Is Teva’s downfall pharma’s Lavi moment?

If done right, Israel could turn the Teva crisis from a misfortune into an opportunity.

By
December 18, 2017 14:08
2 minute read.
Teva Pharmaceutical Industries workers block a road during a demonstration near the facility

Teva Pharmaceutical Industries workers block a road during a demonstration near the facility in Neot Hovav, southern Israel December 17, 2017. (photo credit: REUTERS/AMIR COHEN)

 
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In 1987, the Israeli cabinet decided in a controversial 12-11 vote to cancel the Lavi aircraft. Started five years earlier, the Lavi (Hebrew for “young lion”) was the most ambitious aircraft project undertaken by Israel, and led to the development of a multi-role, single-engine, fourth-generation fighter jet.

Over a billion dollars were spent on the Lavi’s development, and a number of prototypes were manufactured and flown. But despite its success, the government – under immense pressure from the United States – decided to shut down the project, opting instead to purchase more F-16s for the Israeli Air Force.

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While cancellation of the Lavi was a massive blow to Israel Aerospace Industries – which was forced to lay off more than a thousand engineers – five years of work on a combat jet provided Israel with unprecedented institutional knowledge. The engineers who worked on the Lavi had developed new and innovative radars, avionics, navigation systems and electronic warfare capabilities.

Thankfully, this did not go to waste. Instead, the talent captured by these engineers was picked up by other defense and hi-tech companies, and spread throughout Israel’s economy.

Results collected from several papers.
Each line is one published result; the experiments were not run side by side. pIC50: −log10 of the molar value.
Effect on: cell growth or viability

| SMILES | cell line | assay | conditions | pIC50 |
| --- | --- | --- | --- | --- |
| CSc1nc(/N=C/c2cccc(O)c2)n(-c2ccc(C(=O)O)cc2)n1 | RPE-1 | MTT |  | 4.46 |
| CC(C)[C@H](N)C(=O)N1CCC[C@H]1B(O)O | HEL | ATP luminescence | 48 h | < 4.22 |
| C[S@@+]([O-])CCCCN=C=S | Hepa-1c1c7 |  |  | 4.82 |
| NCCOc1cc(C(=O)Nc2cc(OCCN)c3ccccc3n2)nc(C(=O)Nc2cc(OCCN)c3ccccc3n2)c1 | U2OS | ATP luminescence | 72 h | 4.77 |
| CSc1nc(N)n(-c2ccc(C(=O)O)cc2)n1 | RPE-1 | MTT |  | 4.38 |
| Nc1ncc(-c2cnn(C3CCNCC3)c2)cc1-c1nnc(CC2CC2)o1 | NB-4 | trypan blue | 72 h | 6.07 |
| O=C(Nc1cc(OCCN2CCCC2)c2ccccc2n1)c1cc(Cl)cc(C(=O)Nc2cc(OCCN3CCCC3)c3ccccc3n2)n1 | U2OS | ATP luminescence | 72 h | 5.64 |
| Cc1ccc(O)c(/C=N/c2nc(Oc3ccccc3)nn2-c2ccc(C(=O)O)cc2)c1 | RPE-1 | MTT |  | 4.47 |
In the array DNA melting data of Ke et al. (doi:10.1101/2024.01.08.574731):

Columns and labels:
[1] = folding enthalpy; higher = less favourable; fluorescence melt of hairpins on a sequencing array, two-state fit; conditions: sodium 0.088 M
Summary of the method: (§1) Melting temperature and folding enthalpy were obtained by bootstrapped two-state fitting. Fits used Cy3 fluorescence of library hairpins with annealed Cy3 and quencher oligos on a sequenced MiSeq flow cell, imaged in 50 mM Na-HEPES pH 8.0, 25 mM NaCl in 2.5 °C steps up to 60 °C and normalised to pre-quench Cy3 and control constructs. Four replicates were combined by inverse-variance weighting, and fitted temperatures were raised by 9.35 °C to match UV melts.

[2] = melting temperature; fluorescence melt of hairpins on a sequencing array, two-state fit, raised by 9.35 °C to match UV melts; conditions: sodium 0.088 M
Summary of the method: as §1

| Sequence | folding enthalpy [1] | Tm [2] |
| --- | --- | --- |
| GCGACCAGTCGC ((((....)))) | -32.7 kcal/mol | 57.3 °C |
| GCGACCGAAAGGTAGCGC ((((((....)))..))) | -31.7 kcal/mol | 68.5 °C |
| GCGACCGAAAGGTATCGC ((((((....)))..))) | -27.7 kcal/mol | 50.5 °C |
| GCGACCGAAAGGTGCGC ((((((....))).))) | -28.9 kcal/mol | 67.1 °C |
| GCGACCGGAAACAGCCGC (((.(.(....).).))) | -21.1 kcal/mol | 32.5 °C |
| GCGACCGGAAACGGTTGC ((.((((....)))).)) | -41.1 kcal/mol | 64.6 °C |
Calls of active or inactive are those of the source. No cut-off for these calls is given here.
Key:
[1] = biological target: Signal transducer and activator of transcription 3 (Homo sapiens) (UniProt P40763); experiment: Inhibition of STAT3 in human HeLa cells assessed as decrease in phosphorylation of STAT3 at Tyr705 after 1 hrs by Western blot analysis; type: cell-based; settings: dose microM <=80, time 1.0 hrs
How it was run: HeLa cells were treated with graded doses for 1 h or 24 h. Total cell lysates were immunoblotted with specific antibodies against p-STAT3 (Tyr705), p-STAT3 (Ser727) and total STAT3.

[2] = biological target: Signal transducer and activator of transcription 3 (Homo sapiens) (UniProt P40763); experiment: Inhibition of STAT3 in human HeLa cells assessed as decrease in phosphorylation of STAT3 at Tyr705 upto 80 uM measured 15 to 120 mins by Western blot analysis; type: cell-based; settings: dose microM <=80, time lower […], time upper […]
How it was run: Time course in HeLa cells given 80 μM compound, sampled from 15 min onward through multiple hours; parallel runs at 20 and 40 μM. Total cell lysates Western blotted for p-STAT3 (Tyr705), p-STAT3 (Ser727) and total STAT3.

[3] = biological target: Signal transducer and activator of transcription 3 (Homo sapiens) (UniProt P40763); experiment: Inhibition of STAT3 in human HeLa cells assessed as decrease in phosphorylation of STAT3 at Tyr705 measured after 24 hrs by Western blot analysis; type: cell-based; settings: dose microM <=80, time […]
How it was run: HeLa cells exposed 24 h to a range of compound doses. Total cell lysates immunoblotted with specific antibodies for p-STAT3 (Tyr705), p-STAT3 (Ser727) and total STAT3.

Teva workers strike outside the Knesset, December 2017

Two industries that benefited directly from the closure of the Lavi were Israel’s drone and satellite programs, both fields in which Israel is a world leader today. A year after the Lavi was shut down, for example, Israel launched its first satellite into space, becoming only the eighth country at the time to join the exclusive club of nations with the independent capability to do so.

It might be difficult to imagine this today, but the same could happen as a result of the current crisis with Teva. If done right, Israel could turn the Teva crisis from a misfortune into an opportunity.

While 1,750 employees face pink slips, there are – as Start-Up Nation Central, an NGO that tracks the Israeli hi-tech industry has found – over 100 pharmaceutical companies in Israel that could potentially pick up some of the ex-Teva employees.

A number of these companies are already positioned to absorb some of the Teva employees right away; others might need them to undergo new training. But what is really needed is for the Israeli start-up ecosystem to be flexible enough to not miss out on this pool of talent that will soon come streaming back into the workforce.

It would be a shame to let this expertise – built up over decades – go to waste. Let’s not miss out on what could be the Israeli pharma industry’s “Lavi moment.”

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